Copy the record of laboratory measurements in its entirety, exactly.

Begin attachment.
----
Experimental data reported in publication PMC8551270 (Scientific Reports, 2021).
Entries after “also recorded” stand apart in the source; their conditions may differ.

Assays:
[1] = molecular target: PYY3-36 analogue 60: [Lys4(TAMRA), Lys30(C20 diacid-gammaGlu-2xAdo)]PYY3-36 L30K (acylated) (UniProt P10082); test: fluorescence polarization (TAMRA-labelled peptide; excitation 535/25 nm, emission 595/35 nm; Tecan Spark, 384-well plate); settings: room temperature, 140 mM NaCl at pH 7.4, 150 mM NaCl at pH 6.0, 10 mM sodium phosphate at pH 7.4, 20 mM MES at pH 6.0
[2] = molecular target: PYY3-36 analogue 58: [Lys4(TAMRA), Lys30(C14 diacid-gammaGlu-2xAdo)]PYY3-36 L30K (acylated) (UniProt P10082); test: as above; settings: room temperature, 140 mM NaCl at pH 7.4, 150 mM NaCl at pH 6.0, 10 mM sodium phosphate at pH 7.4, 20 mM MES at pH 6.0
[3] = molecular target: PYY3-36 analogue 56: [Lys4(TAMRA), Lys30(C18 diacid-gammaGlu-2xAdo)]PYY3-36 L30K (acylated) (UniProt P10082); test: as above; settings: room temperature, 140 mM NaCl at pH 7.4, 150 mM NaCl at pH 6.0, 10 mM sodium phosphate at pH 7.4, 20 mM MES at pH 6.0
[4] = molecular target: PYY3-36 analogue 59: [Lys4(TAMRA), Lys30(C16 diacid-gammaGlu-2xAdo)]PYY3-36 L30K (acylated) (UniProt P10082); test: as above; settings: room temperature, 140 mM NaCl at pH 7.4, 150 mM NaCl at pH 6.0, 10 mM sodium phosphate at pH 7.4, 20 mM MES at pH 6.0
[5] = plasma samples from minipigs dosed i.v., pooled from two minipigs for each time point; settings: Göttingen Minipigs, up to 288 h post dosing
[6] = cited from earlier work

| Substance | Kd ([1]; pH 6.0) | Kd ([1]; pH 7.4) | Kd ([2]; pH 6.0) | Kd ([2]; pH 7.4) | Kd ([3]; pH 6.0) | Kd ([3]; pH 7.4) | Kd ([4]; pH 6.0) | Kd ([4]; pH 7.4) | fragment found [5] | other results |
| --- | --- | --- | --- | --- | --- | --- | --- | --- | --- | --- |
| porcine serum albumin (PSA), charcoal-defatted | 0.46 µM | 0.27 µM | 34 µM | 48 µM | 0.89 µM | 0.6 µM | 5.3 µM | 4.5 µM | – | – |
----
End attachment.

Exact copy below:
Experimental data reported in publication PMC8551270 (Scientific Reports, 2021).
Entries after “also recorded” stand apart in the source; their conditions may differ.

Assays:
[1] = molecular target: PYY3-36 analogue 60: [Lys4(TAMRA), Lys30(C20 diacid-gammaGlu-2xAdo)]PYY3-36 L30K (acylated) (UniProt P10082); test: fluorescence polarization (TAMRA-labelled peptide; excitation 535/25 nm, emission 595/35 nm; Tecan Spark, 384-well plate); settings: room temperature, 140 mM NaCl at pH 7.4, 150 mM NaCl at pH 6.0, 10 mM sodium phosphate at pH 7.4, 20 mM MES at pH 6.0
[2] = molecular target: PYY3-36 analogue 58: [Lys4(TAMRA), Lys30(C14 diacid-gammaGlu-2xAdo)]PYY3-36 L30K (acylated) (UniProt P10082); test: as above; settings: room temperature, 140 mM NaCl at pH 7.4, 150 mM NaCl at pH 6.0, 10 mM sodium phosphate at pH 7.4, 20 mM MES at pH 6.0
[3] = molecular target: PYY3-36 analogue 56: [Lys4(TAMRA), Lys30(C18 diacid-gammaGlu-2xAdo)]PYY3-36 L30K (acylated) (UniProt P10082); test: as above; settings: room temperature, 140 mM NaCl at pH 7.4, 150 mM NaCl at pH 6.0, 10 mM sodium phosphate at pH 7.4, 20 mM MES at pH 6.0
[4] = molecular target: PYY3-36 analogue 59: [Lys4(TAMRA), Lys30(C16 diacid-gammaGlu-2xAdo)]PYY3-36 L30K (acylated) (UniProt P10082); test: as above; settings: room temperature, 140 mM NaCl at pH 7.4, 150 mM NaCl at pH 6.0, 10 mM sodium phosphate at pH 7.4, 20 mM MES at pH 6.0
[5] = plasma samples from minipigs dosed i.v., pooled from two minipigs for each time point; settings: Göttingen Minipigs, up to 288 h post dosing
[6] = cited from earlier work

| Substance | Kd ([1]; pH 6.0) | Kd ([1]; pH 7.4) | Kd ([2]; pH 6.0) | Kd ([2]; pH 7.4) | Kd ([3]; pH 6.0) | Kd ([3]; pH 7.4) | Kd ([4]; pH 6.0) | Kd ([4]; pH 7.4) | fragment found [5] | other results |
| --- | --- | --- | --- | --- | --- | --- | --- | --- | --- | --- |
| porcine serum albumin (PSA), charcoal-defatted | 0.46 µM | 0.27 µM | 34 µM | 48 µM | 0.89 µM | 0.6 µM | 5.3 µM | 4.5 µM | – | – |